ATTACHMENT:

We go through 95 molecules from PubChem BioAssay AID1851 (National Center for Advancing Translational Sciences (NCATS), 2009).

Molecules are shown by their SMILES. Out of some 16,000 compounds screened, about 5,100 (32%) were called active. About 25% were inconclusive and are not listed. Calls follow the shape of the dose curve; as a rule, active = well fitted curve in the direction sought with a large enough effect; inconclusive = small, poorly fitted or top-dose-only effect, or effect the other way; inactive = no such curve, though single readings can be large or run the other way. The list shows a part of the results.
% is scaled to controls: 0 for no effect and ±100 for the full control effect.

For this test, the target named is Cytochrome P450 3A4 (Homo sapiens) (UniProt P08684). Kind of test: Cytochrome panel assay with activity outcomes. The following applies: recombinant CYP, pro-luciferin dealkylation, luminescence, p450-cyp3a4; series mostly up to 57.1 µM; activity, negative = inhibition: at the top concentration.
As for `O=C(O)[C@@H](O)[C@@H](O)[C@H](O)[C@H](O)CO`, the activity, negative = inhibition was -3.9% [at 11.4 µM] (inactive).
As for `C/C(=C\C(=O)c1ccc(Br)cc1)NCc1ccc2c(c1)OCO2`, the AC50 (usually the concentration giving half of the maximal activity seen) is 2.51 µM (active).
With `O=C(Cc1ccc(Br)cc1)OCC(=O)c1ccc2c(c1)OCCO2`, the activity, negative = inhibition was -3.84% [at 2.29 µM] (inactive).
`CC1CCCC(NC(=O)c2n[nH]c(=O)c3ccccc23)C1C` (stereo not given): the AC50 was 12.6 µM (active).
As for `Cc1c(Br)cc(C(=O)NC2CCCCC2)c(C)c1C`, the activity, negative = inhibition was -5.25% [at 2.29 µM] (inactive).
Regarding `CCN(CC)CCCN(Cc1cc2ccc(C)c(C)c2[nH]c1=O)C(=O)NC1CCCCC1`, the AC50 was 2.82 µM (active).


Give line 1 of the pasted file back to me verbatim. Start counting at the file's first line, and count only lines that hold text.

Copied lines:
We go through 95 molecules from PubChem BioAssay AID1851 (National Center for Advancing Translational Sciences (NCATS), 2009).